The resignation of Michael Flynn as national security adviser this week underlined the growing power of Vice President Pence in the Trump administration.
Insiders say Pence’s clout has been overlooked in media coverage that has often focused on more flamboyant or enigmatic Trump advisers.
But Flynn’s demise, which came as a direct result of him apparently misleading Pence about phone conversations with the Russian ambassador to the U.S., was a reminder of the influence the former Indiana governor exerts.
“His force was shown with Flynn’s removal,” said one White House insider who was granted anonymity to speak candidly. “You cannot lie to the vice president, to Mike PenceMichael (Mike) Richard PencePoll: Trump dominates 2024 Republican primary field Poll: Biden, Trump statistically tied in favorability Capitol fencing starts coming down after 'Justice for J6' rally MORE, and expect to survive.”
Flynn had apparently told Pence that he had not discussed sanctions with Sergey Kislyak. This was untrue, which reportedly outraged Pence.
Adding to the indignity, Pence was reportedly not informed of Flynn’s deception for weeks after President TrumpDonald TrumpTrump takes shot at new GOP candidate in Ohio over Cleveland nickname GOP political operatives indicted over illegal campaign contribution from Russian national in 2016 On The Money — Dems dare GOP to vote for shutdown, default MORE first learned of it from the Justice Department.
The fact that Pence was kept in the dark has led some to question how much power he actually wields in Trump’s orbit.
But people who know the vice president say his bond with Trump is real, partly based upon the loyalty he showed the business mogul during his tumultuous run for the White House.
The two men did not know each other well before Trump added Pence to the ticket.
Pence, a devout Christian, was widely reported to have been horrified when a tape emerged of his running mate talking in crude terms about grabbing women. But, in public, Pence remained a calm but fervent advocate for Trump through that drama — and many others.
A Trump ally who works outside the White House described Pence as “steadfast” during the campaign.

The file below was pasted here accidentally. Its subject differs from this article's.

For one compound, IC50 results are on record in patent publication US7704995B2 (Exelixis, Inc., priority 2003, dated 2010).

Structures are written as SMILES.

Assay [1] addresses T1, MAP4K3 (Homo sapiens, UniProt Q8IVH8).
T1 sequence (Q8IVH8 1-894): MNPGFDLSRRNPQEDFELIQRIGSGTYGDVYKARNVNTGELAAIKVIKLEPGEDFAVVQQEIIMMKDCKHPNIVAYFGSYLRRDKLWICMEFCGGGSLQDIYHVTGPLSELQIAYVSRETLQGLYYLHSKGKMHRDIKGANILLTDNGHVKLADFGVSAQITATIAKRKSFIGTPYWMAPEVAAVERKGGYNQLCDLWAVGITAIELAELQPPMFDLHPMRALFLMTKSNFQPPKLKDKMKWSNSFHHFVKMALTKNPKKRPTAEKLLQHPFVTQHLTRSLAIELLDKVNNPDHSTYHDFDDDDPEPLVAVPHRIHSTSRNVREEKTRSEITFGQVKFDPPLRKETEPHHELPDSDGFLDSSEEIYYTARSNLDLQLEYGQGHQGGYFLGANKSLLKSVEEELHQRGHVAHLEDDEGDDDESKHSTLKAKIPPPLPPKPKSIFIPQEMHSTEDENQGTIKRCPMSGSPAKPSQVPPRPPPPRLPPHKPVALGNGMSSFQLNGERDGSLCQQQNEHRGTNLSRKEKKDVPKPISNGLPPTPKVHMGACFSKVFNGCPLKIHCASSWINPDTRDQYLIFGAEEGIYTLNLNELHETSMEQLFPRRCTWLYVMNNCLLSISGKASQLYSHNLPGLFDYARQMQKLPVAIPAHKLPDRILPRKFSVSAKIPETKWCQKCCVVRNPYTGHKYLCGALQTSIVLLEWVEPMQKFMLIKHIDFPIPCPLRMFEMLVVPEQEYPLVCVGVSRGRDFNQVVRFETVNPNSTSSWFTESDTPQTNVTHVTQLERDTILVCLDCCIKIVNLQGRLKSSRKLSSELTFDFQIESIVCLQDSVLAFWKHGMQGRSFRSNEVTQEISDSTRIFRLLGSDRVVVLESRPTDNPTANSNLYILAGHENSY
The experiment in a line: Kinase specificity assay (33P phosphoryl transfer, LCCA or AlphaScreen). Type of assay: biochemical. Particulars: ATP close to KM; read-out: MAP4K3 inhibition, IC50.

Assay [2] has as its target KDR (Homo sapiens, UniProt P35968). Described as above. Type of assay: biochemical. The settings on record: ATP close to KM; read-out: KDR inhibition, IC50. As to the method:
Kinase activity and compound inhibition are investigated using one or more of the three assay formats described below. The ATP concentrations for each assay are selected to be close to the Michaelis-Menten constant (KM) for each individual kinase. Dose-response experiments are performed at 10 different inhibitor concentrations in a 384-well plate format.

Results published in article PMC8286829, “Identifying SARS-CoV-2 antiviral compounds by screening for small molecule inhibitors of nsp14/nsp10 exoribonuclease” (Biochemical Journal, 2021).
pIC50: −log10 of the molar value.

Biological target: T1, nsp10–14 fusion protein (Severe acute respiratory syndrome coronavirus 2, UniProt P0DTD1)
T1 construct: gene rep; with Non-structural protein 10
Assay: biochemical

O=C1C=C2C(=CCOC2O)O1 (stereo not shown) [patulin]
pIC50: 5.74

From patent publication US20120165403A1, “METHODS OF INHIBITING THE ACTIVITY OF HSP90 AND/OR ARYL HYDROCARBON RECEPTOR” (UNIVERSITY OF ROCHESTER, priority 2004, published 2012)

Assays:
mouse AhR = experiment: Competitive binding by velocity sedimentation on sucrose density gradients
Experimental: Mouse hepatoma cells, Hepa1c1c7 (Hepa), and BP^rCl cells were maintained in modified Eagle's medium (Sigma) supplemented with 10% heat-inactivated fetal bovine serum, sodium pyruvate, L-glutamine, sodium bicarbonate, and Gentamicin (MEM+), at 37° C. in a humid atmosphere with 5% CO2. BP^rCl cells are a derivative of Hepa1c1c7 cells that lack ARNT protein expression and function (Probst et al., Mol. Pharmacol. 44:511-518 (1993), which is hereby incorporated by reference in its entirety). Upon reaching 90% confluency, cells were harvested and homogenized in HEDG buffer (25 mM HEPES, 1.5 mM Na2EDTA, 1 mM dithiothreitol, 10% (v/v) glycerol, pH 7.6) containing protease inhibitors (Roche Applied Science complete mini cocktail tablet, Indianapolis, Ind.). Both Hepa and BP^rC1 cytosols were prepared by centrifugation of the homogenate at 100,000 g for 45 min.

In a White House that has been afflicted by leaks and rocked by competing egos, Pence stands apart.
He has none of the outward flamboyance of Stephen Bannon, Trump’s controversial chief strategist, or Kellyanne Conway, a frequent presence on the airwaves. Nor has his performance drawn the kind of anonymous internal criticisms that have hounded chief of staff Reince Priebus and press secretary Sean Spicer.
The Trump ally noted that part of the reason Pence was “very influential” was that “he is not looking for recognition, per se. He is not looking to be the narrative, to be the story.”
The White House source sounded a similar note.
“With all the personalities in the Oval Office, and the fact that people are trying to find out what Steve Bannon, Kellyanne Conway and Jared [Kushner, Trump’s son-in-law and senior adviser] are actually doing, Pence has been just quietly going about his job of being vice president, building on his relationships with Capitol Hill, as well as just being a solid foundation at the White House.”
Chris Ruddy, the CEO of Newsmax and a friend of Trump, said that one only had to look at Trump’s statements to see “that he greatly respects the vice president and sees him as a very important part of the team.”
Ruddy added, “I don’t think he is saying that just for public consumption.”
A key part of Pence’s official role is to pilot Trump’s agenda at the Capitol. He met with the conservative House Freedom Caucus on Monday, a day on which he was also spotted in the GOP cloakroom in the lower chamber. The next day, he met with the more centrist Tuesday Group.
Meanwhile, his longtime aide Marc Short is now the Trump administration’s director of legislative affairs.
While there are tensions bubbling just beneath the surface of the relationship between Trump and Republicans on Capitol Hill, Pence’s role as de facto point man soothes nerves.
Rep. Luke Messer (R-Ind.), the GOP Policy Committee chairman who now occupies the seat Pence previously held in the House, asserted that the vice president is “considered an honest broker, and he’s got relationships built over time. Knowing who someone is over time helps build trust.”
Messer added, “With that trust comes influence.”
Rep. Richard Hudson (R-N.C.), a Trump supporter, concurred.
“We’re hoping he has a lot of influence. Obviously, the president is the final decider, but we hope he seeks his advice, because Pence is level-headed — he’s the calm in the storm, and he knows how the process works here on Capitol Hill. He can keep giving the president good advice about moving his agenda forward.”
Pence alone can’t solve problems inherent to the GOP’s legislative agenda, such as getting an agreed-upon replacement plan for the Affordable Care Act in place. Trump’s volatility will also likely cause consternation from time to time.
But the vice president’s perceived steadiness is likely to be an asset both inside the White House and beyond.
Pence is a somewhat unusual figure in this administration in that he has no obvious enemies at the White House. Sources say that Trump himself seems to take pride in his vice president’s performance. And the former Indiana governor is also close to key figures beyond Trump and Short, including White House counsel Don McGahn.
There is one other advantage that Pence has with his boss, according to the White House source.
“He looks like a vice president,” the source said. “And in Trump’s world, that’s everything.”
The Memo is a reported column by Niall Stanage, primarily focused on Donald Trump’s presidency. Scott Wong contributed.